Our five senses are important sources of knowledge that actively structure our knowledge about the world rather than passively reflect reality. They are ‘the gates and windows’ of the mind that controls communication between the outside world, and ourselves presenting us with different variety of the world. Using our senses to be aware of things is defined as our Perception. We do not realize that perception plays a bigger role than what it may seem, playing a more active process in our everyday lives.
There are differences in the relative importance we attach For example, the great majority of people would be more willing to give up their sense of smell, and least willing to give up their sight. We adjust ourselves greatly on our vision that we identify it with knowledge. Our smell is sometimes called the mute sense as we have a limited amount of vocabulary to describe a smell in contrast to sight. However, we perhaps take our sense of smell for granted. Our sense of smell has more direct route to our brains than of our other senses. Smells are able to trigger powerful memories as well as how we select our choices in life. This could explain why the perfume industry is worth a significant amount.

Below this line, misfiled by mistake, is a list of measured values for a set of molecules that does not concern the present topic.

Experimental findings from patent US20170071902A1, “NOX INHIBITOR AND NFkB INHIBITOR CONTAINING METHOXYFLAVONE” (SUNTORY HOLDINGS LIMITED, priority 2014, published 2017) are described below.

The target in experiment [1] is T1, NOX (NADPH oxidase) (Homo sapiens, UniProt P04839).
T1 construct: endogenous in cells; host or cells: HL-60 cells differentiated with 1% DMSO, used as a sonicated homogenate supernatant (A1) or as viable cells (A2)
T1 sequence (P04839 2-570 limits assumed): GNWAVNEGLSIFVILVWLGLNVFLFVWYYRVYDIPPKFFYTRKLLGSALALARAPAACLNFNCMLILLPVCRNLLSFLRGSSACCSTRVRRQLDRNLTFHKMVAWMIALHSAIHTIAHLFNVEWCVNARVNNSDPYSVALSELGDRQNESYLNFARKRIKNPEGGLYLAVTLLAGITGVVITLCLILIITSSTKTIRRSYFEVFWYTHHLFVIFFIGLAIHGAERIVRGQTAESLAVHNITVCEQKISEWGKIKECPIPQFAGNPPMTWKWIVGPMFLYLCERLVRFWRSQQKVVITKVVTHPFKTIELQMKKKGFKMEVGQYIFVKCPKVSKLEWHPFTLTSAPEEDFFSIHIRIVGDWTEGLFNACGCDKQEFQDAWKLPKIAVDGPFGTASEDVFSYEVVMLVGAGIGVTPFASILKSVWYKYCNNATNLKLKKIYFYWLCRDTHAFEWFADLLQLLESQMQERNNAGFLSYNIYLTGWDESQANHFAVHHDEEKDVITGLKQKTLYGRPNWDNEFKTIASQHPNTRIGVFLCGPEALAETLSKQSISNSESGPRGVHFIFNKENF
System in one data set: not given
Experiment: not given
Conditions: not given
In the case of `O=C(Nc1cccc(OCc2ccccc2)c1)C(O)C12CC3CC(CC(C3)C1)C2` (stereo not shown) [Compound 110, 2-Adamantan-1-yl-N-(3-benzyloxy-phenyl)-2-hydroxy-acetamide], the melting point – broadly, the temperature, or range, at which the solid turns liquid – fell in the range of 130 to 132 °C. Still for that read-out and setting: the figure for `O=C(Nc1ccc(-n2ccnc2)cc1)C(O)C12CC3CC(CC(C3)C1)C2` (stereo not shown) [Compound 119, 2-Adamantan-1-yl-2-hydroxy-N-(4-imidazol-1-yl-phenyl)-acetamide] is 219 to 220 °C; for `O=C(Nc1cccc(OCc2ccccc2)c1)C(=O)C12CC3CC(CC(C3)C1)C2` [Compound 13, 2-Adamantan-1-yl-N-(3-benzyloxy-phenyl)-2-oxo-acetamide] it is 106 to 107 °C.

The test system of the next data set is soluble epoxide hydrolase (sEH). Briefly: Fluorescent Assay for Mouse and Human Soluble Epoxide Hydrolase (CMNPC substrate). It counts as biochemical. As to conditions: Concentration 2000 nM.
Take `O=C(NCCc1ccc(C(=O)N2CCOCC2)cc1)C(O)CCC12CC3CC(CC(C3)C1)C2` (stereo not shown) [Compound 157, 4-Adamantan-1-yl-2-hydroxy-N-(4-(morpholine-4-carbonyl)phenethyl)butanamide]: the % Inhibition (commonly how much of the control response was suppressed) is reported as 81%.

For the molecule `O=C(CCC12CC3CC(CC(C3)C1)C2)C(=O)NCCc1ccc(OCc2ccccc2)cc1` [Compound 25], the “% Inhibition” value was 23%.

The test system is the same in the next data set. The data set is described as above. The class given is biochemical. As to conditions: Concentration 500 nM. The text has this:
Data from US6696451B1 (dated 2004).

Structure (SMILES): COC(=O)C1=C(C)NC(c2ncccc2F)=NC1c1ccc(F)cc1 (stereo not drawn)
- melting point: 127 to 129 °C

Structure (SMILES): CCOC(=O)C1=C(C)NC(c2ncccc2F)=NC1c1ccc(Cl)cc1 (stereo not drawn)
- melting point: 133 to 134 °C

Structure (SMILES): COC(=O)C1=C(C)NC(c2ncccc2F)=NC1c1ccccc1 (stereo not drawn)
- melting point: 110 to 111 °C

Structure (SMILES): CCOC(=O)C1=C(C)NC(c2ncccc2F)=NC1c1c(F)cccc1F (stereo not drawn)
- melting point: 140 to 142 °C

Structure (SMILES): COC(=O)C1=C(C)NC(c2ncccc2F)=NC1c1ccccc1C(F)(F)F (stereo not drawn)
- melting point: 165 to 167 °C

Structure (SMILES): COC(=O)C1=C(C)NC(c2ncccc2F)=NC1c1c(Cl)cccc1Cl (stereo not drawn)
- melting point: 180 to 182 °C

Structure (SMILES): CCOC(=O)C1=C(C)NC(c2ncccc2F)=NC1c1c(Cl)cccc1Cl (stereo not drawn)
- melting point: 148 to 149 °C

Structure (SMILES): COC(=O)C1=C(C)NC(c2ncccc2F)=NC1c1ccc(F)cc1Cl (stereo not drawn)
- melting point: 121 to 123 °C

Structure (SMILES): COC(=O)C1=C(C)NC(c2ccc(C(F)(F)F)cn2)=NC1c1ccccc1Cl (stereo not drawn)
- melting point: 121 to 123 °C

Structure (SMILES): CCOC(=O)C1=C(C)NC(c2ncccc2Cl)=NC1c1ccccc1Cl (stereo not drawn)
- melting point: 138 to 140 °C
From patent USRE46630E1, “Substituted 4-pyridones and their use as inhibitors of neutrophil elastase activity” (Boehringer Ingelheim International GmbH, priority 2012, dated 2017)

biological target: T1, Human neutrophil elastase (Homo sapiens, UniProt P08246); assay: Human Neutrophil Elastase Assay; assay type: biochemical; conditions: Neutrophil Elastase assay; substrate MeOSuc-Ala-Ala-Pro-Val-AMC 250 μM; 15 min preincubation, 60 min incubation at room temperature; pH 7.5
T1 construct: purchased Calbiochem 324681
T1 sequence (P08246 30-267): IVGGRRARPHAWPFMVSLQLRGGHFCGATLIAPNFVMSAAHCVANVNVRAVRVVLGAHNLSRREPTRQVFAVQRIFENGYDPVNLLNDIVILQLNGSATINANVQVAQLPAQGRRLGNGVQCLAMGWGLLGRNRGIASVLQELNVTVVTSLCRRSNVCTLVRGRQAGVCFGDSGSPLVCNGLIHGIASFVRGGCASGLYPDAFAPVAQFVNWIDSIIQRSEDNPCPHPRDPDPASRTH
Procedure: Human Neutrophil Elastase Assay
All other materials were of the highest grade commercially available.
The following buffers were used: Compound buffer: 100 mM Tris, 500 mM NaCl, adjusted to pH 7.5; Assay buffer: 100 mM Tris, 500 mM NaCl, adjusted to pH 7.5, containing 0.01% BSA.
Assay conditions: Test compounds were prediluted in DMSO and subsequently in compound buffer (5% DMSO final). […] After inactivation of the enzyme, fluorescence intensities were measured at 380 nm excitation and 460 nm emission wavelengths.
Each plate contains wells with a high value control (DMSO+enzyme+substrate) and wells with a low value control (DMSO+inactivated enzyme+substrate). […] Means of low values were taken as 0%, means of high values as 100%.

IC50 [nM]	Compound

According to the theory of Empiricism, all knowledge is based on perceptual experience. The fallibility of perception is significant to issues in the real world. It plays a key role in almost all areas of subject matter such as when an observation is needed to test a validity of a source, eyewitness accounts in history and many others. As mentioned before, perception is a passive and relatively straightforward process, which gives us an accurate picture of reality known as Common sense realism. We trust that our senses must somewhat be a reliable tool, because we have survived so far relying on it.
Perception consists of two elements, sensation and interpretation, but we are often not consciously aware of the concluding element. The...